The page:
You’ve brought your cat home after being treated by the vet – what’s next? The type of care your cat requires depends on your cat’s condition and their degree of debilitation.
Your veterinarian will give you instructions about how to nurse your cat. However, this is often a stressful time for you as the owner and there may be a lot of information provided, so don’t be afraid to ask the staff questions until you are satisfied you will be able to nurse your cat at home.
How do I medicate my cat?
It is important to give the correct dose of medicine at the correct time and until the course has finished, or you might put your cat at risk. Ask your vet for a demonstration on how to administer the medication to your cat.
Never give human medications to your cat unless they have been prescribed by your vet, as the active ingredients or quantities may be toxic.
Where should I keep my sick cat?
Sick cats are less able to maintain their body temperature, so put them in a warm, quiet place where you are able to keep an eye on them. You may need to provide a hot water bottle or a heating pad. Ensure you use bedding that is easy to wash and put the litter tray within easy walking distance for your cat.
How should I feed my sick cat?
Sick or convalescing cats often have higher nutritional requirements than normal. Depending on your cat’s condition, a special therapeutic diet may be recommended by your veterinarian. However, sick cats often suffer from loss of appetite so you may need to tempt them with their favourite food or try a mixture of wet and dry foods. Warming up wet food can make it smell more appetising. Sometimes cats need to be force-fed, but this depends on how stressful it is for the cat.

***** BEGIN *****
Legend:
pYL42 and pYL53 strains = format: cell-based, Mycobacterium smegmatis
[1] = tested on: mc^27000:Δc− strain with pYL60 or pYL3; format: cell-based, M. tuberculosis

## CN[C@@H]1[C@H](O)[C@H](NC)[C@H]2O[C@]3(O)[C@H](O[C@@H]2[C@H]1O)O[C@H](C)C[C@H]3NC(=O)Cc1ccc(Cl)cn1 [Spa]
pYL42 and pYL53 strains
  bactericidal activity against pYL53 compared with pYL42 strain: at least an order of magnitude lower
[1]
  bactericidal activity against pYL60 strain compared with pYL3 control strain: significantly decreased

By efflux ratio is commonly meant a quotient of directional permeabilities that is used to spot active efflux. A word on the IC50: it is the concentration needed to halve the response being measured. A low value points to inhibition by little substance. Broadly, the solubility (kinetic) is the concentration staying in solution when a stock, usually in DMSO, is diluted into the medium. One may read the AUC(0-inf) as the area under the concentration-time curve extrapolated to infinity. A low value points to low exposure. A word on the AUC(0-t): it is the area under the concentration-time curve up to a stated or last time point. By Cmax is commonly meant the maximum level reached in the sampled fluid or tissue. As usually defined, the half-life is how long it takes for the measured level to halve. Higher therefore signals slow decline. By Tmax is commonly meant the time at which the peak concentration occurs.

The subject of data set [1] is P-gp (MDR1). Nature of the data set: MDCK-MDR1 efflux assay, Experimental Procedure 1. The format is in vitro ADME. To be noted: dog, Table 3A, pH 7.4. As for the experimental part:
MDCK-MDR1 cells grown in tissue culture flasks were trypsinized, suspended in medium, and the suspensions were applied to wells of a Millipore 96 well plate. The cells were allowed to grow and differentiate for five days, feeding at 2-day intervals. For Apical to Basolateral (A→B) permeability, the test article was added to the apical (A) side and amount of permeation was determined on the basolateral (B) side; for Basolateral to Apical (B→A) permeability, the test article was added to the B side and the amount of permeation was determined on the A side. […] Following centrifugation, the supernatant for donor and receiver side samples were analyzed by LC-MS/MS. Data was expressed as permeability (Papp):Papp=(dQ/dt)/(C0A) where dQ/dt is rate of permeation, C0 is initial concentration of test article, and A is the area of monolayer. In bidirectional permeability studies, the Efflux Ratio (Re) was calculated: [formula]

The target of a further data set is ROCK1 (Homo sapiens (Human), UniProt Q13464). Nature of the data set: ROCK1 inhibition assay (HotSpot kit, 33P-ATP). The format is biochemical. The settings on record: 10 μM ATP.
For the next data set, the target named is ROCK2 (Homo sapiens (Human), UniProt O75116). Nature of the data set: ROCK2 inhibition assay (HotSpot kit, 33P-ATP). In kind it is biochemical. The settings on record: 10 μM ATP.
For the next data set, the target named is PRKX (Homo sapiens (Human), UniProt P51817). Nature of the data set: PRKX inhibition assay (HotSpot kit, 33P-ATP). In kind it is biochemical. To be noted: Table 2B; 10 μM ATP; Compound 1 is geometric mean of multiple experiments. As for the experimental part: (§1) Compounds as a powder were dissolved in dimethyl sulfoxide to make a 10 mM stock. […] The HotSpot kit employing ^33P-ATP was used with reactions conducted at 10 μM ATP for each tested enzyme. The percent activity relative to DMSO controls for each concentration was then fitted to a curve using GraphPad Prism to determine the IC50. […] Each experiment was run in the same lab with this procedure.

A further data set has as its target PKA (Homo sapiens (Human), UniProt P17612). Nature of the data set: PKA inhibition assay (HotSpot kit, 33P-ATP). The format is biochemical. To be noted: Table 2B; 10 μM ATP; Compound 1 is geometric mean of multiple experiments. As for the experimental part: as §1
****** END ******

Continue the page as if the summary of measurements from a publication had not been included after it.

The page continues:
Encourage your cat to drink by providing plenty of fresh water. If they stop drinking, consult your veterinarian as dehydration may need to be corrected with an intravenous drip in hospital.
Does my sick cat need help grooming?
Yes. Unwell cats will not groom themselves properly, so daily brushing and cleaning away any discharge will help them to feel better in general.
How should I monitor my sick cat?
Regularly observe how much your cat is eating and drinking and how often he uses his litter tray. Look for signs of illness such as vomiting or diarrhoea, sneezing or coughing. If you keep notes, this will also help your veterinarian assess your cat’s progress.
By Provet Resident Vet
Contributors: Dr Rebecca Bragg BVSc, Dr Julia Adams BVSc